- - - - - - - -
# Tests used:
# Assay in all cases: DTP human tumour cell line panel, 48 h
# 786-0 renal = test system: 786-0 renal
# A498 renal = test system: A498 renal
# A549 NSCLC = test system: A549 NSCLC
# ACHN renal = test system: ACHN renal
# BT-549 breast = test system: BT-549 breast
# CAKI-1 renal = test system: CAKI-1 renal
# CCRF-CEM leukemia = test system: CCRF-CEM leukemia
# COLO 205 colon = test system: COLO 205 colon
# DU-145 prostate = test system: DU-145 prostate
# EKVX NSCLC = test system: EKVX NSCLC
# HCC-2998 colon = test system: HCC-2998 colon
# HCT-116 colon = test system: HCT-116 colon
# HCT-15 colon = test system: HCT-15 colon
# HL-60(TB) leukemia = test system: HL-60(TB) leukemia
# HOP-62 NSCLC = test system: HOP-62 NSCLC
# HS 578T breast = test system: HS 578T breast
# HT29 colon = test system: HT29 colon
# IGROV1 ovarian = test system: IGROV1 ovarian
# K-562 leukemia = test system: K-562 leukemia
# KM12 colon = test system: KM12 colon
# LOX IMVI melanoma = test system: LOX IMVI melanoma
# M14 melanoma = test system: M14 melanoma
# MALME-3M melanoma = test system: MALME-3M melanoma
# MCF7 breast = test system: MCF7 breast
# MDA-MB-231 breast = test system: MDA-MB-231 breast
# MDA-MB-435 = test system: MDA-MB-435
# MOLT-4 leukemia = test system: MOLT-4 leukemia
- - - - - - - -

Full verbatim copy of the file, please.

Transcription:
# Tests used:
# Assay in all cases: DTP human tumour cell line panel, 48 h
# 786-0 renal = test system: 786-0 renal
# A498 renal = test system: A498 renal
# A549 NSCLC = test system: A549 NSCLC
# ACHN renal = test system: ACHN renal
# BT-549 breast = test system: BT-549 breast
# CAKI-1 renal = test system: CAKI-1 renal
# CCRF-CEM leukemia = test system: CCRF-CEM leukemia
# COLO 205 colon = test system: COLO 205 colon
# DU-145 prostate = test system: DU-145 prostate
# EKVX NSCLC = test system: EKVX NSCLC
# HCC-2998 colon = test system: HCC-2998 colon
# HCT-116 colon = test system: HCT-116 colon
# HCT-15 colon = test system: HCT-15 colon
# HL-60(TB) leukemia = test system: HL-60(TB) leukemia
# HOP-62 NSCLC = test system: HOP-62 NSCLC
# HS 578T breast = test system: HS 578T breast
# HT29 colon = test system: HT29 colon
# IGROV1 ovarian = test system: IGROV1 ovarian
# K-562 leukemia = test system: K-562 leukemia
# KM12 colon = test system: KM12 colon
# LOX IMVI melanoma = test system: LOX IMVI melanoma
# M14 melanoma = test system: M14 melanoma
# MALME-3M melanoma = test system: MALME-3M melanoma
# MCF7 breast = test system: MCF7 breast
# MDA-MB-231 breast = test system: MDA-MB-231 breast
# MDA-MB-435 = test system: MDA-MB-435
# MOLT-4 leukemia = test system: MOLT-4 leukemia